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Zimmermann named Tigers' Opening Day starter

@beckjason
March 24, 2019

LAKELAND, Fla. -- Ron Gardenhire is turning to Jordan Zimmermann for a second consecutive Opening Day start. When the Tigers manager made the official announcement Sunday morning, he confirmed what had been expected ever since the Spring Training pitching schedule was set. Pitching coach Rick Anderson, Gardenhire said, “had set

LAKELAND, Fla. -- Ron Gardenhire is turning to Jordan Zimmermann for a second consecutive Opening Day start. When the Tigers manager made the official announcement Sunday morning, he confirmed what had been expected ever since the Spring Training pitching schedule was set.

Pitching coach Rick Anderson, Gardenhire said, “had set that up a long time ago. We talked about it this winter. I told him, ‘You’re the pitching coach. You tell me who you want, and I’ll go with you.’ That was it. He thinks that he’s the veteran guy, been around and done it, handles it the best. We’ll be fine with that.”

Zimmermann gets a repeat engagement on Opening Day, but the atmosphere will be different when he takes the mound Thursday in Toronto. So, too, he believes, is his pitching. An assignment that was seemingly set before Spring Training began serves as a culmination of a full camp of work by the right-hander on transforming his game.

With core muscle surgery behind him and his neck and back issues subsided, Zimmermann spent Spring Training focused on his pitches for the first time in years, maybe since his first camp as a Tiger in 2016. At age 32, he could focus on maturing as a pitcher.

“I used to be, I guess, a power pitcher -- fastball, slider and occasional curveball,” he said a month ago. “Now over the years I’ve had to learn I don’t have the mid-90s fastball anymore. I have to get a little more creative. As you get older, you supposedly get wiser, so I’m going with that route. …

“I’m a realist. What I see is what I have. So I’ve accepted it. There’s a lot of guys that used to be power pitchers that aren’t anymore, and they’re doing just fine still. The game’s about adjustments. You make a few adjustments along the way and keep on pitching.”

The transition began last season. His four-seam fastball and sinker usage, which topped out at 70 percent of his pitches in 2014 according to FanGraphs, fell under 50 percent for the first time in '18, down to 45.1 percent. His slider, which comprised just under a quarter of his pitches in '17 according to Statcast, jumped to a third last year. His curveball, a distant third pitch for years, became more effective -- and in turn, more important.

“I’ve gotta keep throwing it, throwing more,” Zimmermann said after his final Spring Training tuneup Saturday. “I’ve gotta throw more sliders, more curveballs, and probably less fastballs. When I was with Washington, I always had a good fastball, and I could be able to rely on that whenever I was in trouble. And now that’s gone down a little bit. Hitters are hitting less off my slider, so I’m going to have to throw a few more of them, a few more curveballs and a few less fastballs, kind of almost pitch backwards a little more. Just gotta get outs.”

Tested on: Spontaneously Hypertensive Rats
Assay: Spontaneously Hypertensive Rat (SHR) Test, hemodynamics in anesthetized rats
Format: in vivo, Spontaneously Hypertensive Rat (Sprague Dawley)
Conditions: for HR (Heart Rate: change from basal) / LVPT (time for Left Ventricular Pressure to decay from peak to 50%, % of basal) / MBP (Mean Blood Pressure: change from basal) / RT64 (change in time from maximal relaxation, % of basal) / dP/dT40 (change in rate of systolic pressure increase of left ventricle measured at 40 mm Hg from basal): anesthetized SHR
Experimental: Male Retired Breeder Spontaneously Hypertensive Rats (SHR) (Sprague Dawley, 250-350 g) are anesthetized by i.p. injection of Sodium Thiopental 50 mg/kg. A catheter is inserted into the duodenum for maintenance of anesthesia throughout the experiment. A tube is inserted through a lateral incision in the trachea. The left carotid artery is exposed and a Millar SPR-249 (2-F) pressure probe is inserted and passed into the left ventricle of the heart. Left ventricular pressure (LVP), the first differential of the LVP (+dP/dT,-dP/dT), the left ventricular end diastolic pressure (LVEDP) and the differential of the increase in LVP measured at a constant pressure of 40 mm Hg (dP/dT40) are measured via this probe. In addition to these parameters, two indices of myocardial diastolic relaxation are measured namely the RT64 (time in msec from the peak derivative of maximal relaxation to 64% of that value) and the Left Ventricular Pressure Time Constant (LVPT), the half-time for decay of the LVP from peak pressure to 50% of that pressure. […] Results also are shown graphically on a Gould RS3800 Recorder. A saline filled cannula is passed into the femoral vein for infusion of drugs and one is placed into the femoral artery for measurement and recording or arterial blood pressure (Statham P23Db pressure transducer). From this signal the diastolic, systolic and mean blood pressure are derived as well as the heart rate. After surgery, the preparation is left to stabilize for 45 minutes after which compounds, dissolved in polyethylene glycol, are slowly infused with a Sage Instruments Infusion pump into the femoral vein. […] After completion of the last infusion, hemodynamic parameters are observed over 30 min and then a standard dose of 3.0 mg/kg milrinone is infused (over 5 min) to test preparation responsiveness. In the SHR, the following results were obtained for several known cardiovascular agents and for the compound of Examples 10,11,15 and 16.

At his most effective stretch last year, that’s what he was doing. For six starts from April 30 until early July, with an injury stint in between, he allowed just 21 hits over 37 innings with five walks, 34 strikeouts, a .163 batting average allowed and a 1.22 ERA.

He quieted the Blue Jays at Rogers Centre on Canada Day with seven innings of one-run ball and six strikeouts, then topped that five days later with eight innings of one-run ball and 11 strikeouts against Texas. He was an out away from seven more innings of one-run ball at Tampa Bay to close out the first half of his season when C.J. Cron’s three-run homer spoiled it.

Zimmermann was 4-0 with a 3.51 ERA before that start. He went 3-8 with a 5.28 ERA the rest of the way, allowing 91 hits -- 22 of them homers -- over his final 75 innings. Part of the issue was injury, especially the core muscle issue. But he also lost the feel for the curveball, and all but abandoned it.

Zimmermann clearly doesn’t want that to happen again. When Avisail Garcia fouled off one slider after another to extend his first-inning at-bat to a 10th pitch Saturday, Zimmermann turned to the curveball to finish him off. An inning later, Zimmermann used a retinkered changeup -- historically little more than a show-me pitch for him -- to strike out Emilio Bonifacio.

“This is pretty much where I expected to be if I had a healthy spring. I was able to do that,” Zimmermann said. “My body feels good going into the season, so I’m ready. I’m ready to get out of here and go play some meaningful games.”

Jason Beck has covered the Tigers for MLB.com since 2002. Read Beck's Blog and follow him on Twitter @beckjason.